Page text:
In the early months of the Covid emergency, Congress passed legislation that bumped up Medicaid funding for states. In exchange for the extra funding, states had to promise to not cut people from the program while the public health emergency remained in effect. While the health emergency is expected to last at least until the end of the year, the Louisiana Department of Health has already started warning some Medicaid recipients that their coverage may end if they don’t respond to requests for information. In the past, such paperwork requirements have left many beneficiaries confused and caused people to lose coverage even when they’re still eligible. The Lens’s Philip Kiefer has the story:
There are steps that the state could take to soften the blow. One of them, expanding Medicaid coverage for people who have just given birth using funding from the American Rescue Plan, died in the 2021 legislative session. It’s also unclear how the legislature’s decision to set the Medicaid budget $24 million below Gov. John Bel Edwards’ original budget proposal will impact recipients. [LBP Policy Director Stacey] Roussell said that her organization’s goal is to see the process slow down and focus on people who still need coverage. “If you’re entering into it just to say, ‘we must get everybody who is ineligible off the rolls as fast as possible,’ then you’re willing to sacrifice a huge number of people who may still be eligible,” she said. “We want to say, let’s first make sure that everybody has the best chance possible to show that they’re eligible.”
Grading Louisiana’s drinking water systems
As Congress debates plans for investing in infrastructure repairs and improvements nationwide, Louisiana is beginning to take a closer look at the condition of its 1,300 local drinking water systems. What they’re finding isn’t great: Water systems need repairs that are estimated to cost between $4 billion and $7 billion. Now, a new rating system similar to the system used to grade the state’s public schools aims to make the state of the state’s drinking water infrastructure more transparent to residents opening the tap. The AP’s Melinda Deslatte reports on how the new system, written into law by state Sen. Fred Mills, will work:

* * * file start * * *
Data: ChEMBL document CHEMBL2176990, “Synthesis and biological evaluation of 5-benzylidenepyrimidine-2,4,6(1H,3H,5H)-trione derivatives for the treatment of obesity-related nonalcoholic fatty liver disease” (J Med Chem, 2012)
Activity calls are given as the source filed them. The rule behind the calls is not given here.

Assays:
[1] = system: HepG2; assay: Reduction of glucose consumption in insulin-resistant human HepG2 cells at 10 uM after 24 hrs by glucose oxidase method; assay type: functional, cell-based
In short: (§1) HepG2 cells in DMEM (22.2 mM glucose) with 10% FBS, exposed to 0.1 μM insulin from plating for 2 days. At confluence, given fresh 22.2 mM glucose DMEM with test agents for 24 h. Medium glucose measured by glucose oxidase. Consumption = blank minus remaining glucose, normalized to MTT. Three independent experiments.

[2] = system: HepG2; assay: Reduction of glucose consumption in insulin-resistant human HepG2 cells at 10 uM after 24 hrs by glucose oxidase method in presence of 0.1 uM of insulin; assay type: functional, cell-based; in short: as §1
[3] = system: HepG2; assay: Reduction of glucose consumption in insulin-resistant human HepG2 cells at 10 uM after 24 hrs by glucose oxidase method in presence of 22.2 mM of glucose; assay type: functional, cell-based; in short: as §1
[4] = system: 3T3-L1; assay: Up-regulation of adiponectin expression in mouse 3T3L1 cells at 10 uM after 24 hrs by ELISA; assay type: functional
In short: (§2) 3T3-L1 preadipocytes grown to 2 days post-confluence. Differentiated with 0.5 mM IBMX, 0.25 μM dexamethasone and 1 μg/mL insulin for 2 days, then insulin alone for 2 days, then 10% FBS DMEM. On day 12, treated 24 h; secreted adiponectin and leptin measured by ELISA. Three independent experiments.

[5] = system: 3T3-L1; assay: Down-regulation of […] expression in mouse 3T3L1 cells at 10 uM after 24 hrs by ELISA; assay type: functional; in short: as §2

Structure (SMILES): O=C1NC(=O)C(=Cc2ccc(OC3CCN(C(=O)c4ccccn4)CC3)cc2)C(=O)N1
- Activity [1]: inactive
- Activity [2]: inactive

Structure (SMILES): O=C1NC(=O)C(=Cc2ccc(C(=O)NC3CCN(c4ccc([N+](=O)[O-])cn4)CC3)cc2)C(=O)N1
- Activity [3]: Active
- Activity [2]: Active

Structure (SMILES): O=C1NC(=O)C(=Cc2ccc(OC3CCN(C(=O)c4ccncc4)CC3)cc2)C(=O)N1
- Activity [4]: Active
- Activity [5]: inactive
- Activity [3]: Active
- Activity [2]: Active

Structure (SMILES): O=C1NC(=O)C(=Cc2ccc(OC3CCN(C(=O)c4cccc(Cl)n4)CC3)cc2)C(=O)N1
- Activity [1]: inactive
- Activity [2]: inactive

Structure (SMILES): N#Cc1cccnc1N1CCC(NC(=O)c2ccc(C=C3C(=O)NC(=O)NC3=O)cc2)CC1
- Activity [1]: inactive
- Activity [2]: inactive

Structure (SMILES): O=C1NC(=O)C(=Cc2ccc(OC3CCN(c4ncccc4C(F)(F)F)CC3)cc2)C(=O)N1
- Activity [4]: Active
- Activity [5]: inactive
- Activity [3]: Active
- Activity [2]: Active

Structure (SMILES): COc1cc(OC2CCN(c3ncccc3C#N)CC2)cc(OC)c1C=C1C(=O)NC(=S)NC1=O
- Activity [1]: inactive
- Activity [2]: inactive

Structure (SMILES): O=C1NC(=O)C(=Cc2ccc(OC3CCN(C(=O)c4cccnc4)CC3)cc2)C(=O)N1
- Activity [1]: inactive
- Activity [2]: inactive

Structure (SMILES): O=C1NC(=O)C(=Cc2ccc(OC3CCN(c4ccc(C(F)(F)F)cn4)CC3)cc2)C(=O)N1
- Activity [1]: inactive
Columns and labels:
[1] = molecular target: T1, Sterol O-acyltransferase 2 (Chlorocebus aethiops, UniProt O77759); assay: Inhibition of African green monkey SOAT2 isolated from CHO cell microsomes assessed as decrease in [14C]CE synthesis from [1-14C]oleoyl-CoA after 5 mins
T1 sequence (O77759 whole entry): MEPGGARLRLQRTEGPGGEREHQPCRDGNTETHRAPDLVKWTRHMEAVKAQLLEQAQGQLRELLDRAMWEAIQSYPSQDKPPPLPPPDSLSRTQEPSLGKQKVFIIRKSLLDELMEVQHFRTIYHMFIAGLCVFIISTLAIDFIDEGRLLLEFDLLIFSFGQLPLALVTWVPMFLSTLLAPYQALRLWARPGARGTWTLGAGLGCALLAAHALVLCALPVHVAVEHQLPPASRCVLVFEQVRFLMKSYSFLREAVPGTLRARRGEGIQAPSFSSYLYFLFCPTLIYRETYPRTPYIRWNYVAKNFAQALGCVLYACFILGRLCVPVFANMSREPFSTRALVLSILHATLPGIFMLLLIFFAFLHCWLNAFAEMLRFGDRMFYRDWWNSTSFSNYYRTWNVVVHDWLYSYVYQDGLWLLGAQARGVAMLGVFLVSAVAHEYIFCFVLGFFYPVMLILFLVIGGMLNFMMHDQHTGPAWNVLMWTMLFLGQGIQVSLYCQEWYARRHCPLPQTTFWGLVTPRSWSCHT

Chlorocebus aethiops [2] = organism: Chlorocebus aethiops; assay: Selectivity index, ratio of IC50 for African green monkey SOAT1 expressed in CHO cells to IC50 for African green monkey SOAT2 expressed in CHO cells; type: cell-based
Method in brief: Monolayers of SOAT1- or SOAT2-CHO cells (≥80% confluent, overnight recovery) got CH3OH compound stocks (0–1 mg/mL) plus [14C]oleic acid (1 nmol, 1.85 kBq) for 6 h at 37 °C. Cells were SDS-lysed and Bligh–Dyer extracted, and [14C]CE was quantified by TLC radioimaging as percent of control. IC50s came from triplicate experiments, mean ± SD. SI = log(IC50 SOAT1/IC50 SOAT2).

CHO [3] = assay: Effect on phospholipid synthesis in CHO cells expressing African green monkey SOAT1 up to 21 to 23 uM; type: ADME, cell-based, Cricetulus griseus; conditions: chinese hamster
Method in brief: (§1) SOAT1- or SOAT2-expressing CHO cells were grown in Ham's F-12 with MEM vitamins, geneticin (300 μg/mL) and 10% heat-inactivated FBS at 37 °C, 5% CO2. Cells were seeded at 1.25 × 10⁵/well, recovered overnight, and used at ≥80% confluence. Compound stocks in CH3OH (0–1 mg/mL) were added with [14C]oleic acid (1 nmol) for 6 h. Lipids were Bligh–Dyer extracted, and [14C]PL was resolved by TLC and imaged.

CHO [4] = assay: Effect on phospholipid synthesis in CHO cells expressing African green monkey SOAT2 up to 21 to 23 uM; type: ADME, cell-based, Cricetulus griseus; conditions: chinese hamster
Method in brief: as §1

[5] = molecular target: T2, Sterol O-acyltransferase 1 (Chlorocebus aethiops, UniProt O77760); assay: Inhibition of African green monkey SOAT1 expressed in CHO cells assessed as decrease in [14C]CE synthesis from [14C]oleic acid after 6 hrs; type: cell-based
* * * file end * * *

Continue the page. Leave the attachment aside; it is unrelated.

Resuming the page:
Mills said public information about water systems often is highly technical and hard to decipher. When someone can see an F-rated system, “it causes the public to say, ‘Why do I have to live under this type of water system?’” Mills told lawmakers. Water systems will be judged on their water quality violations, financial sustainability, customer satisfaction and other benchmarks. The health department will have to publish the grades online. Any community water system that receives a D or F could be subject to corrective measures and will have to submit improvement plans.
After Covid: a work-life rebalancing
San Diego’s Jeremy Golembiewski worked 26 years in the restaurant industry. When the pandemic hit, he caught the virus at work and brought it home to his family. But a furlough last year gave Golembiewski something he hadn’t had in years: time with his family during key life events, and the opportunity to re-think his priorities. As NPR’s Andrea Hsu explains, Golembiewski is one of many workers re-thinking what they want out of work as the worst of the pandemic passes.